How technology is affecting the nature of media
Technology has accelerated life to such an extent that one may stumble and find him or herself in a fix to reset the pace of life.
Technology, at this point in time, does not merely run, it speeds, at an unimaginable pace, to a destination unknown and unreachable. The power that men wanted to put onto technology exceeded their expectations.
The big question is: Are we beginning to submit to technology?
We need to question whether technology might someday turn bigger than human being themselves, as Stephen Hawking’s apprehension of artificial intelligence governing human intelligence dictated. To try and answer these questions, let’s take a look at the most small-scale yet big-impact form of technology that is restructuring the way human lives work around the world.
I am, of course, talking about the smartphone.
It’s a ubiquitous device, and can be seen cradled by people everywhere these days, be they children or the elderly. The journey of the phone from analogue to digital to its current state of being “smart” has been astonishingly catalyzed.
The agrarian era lasted for 12,000 years, the industrial only 400 years, and the information era hasn’t even yet crossed a century -- the changes to human civilization in these three eras have been so different from the other ones that it is impossible to compare them. In the same manner, the way that the smartphone has catalyzed human interaction is equally immeasurable.
The primary use of cellphones, ie talking to someone remotely, has been surreptitiously altered by exchanging information at a broader scope, with the device now housing a camera, sound recording capabilities, and other useful methods of recording the world around us. The larger world of men has been contracted to the small hand-held technology of cellphones. At home, with family or without, in the workplace with work or without, while driving or jogging -- the cellphone is an essential and full-time companion to everyone. A larger section of cellphone users use it primarily to capture their vanity.
Every single person can be seen hostage to their hand-held devices in an effort to try and frame themselves into it and turn their present into the past.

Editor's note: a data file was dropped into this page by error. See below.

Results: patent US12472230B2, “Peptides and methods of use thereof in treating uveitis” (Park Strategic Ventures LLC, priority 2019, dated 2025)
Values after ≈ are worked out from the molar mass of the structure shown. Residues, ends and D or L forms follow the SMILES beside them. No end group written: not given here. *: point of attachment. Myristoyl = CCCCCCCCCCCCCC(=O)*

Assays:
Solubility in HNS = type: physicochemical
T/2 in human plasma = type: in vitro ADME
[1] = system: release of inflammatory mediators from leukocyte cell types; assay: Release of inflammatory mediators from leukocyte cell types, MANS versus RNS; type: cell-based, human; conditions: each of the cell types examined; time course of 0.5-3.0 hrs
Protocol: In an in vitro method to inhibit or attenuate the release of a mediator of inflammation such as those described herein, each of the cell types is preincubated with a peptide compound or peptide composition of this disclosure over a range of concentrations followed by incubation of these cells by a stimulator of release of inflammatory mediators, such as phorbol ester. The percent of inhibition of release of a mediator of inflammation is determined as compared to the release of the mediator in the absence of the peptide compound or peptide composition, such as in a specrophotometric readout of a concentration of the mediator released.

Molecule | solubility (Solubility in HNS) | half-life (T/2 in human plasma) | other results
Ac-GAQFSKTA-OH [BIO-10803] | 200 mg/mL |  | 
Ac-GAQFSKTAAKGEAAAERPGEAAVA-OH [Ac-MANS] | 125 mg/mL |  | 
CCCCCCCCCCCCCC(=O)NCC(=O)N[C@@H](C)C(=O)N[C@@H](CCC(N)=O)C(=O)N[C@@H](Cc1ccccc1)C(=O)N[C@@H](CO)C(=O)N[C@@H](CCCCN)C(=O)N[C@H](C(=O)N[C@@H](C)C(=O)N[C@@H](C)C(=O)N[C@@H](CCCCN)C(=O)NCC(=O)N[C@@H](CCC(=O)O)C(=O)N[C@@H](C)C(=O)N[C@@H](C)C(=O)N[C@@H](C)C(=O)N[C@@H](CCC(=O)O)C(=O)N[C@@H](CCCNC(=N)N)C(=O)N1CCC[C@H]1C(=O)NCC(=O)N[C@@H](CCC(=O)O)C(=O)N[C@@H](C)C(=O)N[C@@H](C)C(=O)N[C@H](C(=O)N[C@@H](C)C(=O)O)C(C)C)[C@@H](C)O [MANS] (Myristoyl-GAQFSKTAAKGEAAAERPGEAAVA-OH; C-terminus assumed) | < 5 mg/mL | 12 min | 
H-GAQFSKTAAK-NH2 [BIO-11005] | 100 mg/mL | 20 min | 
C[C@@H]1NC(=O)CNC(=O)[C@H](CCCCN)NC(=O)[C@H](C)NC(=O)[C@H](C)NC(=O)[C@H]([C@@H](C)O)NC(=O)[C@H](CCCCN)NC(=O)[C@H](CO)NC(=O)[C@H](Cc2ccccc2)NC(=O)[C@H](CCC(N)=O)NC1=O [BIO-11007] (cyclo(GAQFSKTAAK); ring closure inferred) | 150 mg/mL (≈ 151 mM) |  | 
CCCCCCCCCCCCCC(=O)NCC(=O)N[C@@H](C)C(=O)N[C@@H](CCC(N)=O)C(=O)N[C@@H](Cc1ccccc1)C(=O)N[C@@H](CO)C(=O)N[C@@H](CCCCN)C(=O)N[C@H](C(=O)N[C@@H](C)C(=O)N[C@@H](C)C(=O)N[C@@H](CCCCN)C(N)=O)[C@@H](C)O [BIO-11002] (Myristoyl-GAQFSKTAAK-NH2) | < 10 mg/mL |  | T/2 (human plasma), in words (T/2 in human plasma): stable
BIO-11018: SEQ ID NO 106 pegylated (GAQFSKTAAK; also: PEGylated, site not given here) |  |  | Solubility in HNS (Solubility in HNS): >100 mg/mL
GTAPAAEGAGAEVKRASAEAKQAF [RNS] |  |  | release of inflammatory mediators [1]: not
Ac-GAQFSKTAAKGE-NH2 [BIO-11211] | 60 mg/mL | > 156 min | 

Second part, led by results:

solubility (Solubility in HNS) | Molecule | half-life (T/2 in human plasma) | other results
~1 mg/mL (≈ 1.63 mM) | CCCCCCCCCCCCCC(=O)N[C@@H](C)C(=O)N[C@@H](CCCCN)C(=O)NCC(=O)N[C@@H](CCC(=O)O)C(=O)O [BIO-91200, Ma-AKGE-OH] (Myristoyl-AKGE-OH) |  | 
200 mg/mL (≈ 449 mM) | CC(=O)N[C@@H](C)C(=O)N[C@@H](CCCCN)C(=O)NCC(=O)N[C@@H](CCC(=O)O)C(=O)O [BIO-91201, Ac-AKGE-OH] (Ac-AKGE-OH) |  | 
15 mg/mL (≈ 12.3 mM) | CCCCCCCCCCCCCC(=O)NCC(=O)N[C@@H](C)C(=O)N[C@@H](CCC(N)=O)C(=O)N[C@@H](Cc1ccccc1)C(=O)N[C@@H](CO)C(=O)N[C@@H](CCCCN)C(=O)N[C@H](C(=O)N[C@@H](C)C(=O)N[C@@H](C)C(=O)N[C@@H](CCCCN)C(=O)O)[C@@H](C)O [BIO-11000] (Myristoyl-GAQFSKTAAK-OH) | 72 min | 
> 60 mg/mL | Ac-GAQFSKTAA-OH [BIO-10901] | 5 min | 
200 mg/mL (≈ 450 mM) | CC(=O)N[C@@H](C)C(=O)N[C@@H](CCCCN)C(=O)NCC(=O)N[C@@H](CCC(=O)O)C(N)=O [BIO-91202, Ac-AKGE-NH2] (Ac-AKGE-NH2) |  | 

In my journey into social media, I’ve discovered that there is an uncontrolled and unlimited space for the interests of both individuals to splintered social group to the larger world, without any kind of scrutiny or much in the way of regulation.
There is no limitation of space in terms of visual information in the digital domain, compared to what the print media can provide through mostly text. The visuals information captured by the cellphone now occupies a larger space and serves as an alternative to the written text. Exactly what led to this change?
Is it the speed of technology itself that has hampered our proclivity to read, making us more comfortable with visuals rather than words?
Words these days are failing to create trust, and visuals are filling in that space through social networks such as Facebook, YouTube, etc. The space for established media has been captured by social media for the perception that there is more fake news than facts, and more mistrust than trust.
The world will suffer to feed its people with what they want to know, and fall prey to anarchical information, which can be spread through social media. Every individual will turn into one media to seek attention, and directly connect with the environment around them to challenge the relevance of the established media.
The established media must recapture the space they have lost. Facts must replace fake news, news must overshadow views, text must dominate visuals, and the larger space in the media must be used for community focus rather than the individual.
Brigadier General AF Jaglul Ahmed is Commandant, East Bengal Regimental Centre.